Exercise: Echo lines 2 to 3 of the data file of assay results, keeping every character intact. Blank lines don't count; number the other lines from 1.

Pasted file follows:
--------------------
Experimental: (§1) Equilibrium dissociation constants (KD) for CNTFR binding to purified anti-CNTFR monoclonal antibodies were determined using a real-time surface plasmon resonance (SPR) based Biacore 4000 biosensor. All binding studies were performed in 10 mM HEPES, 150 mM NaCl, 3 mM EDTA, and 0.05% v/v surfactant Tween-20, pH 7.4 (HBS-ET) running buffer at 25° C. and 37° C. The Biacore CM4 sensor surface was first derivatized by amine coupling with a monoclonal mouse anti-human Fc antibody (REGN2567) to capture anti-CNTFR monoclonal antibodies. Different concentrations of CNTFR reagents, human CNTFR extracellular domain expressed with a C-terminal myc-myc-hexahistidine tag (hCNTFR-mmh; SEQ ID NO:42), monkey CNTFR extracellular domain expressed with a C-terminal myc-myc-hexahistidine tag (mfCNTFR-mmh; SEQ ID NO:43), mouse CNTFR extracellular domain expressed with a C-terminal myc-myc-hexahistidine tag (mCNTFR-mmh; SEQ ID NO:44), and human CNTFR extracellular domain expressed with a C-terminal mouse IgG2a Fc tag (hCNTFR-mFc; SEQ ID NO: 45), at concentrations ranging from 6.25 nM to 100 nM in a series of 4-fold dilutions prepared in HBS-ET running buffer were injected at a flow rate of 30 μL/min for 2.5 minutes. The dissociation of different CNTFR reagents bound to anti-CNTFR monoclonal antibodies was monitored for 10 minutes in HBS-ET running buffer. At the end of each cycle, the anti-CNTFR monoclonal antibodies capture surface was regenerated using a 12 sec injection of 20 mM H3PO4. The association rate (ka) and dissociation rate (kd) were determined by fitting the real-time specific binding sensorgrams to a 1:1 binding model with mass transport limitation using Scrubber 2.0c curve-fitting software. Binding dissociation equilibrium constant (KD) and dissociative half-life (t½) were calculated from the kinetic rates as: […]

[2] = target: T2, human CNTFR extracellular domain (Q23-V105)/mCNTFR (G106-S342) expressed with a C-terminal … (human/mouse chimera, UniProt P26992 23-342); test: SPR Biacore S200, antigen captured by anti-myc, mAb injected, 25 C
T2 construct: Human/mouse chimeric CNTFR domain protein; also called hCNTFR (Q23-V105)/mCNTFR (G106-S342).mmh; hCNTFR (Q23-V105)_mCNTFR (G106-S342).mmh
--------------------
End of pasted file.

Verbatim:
[2] = target: T2, human CNTFR extracellular domain (Q23-V105)/mCNTFR (G106-S342) expressed with a C-terminal … (human/mouse chimera, UniProt P26992 23-342); test: SPR Biacore S200, antigen captured by anti-myc, mAb injected, 25 C
T2 construct: Human/mouse chimeric CNTFR domain protein; also called hCNTFR (Q23-V105)/mCNTFR (G106-S342).mmh; hCNTFR (Q23-V105)_mCNTFR (G106-S342).mmh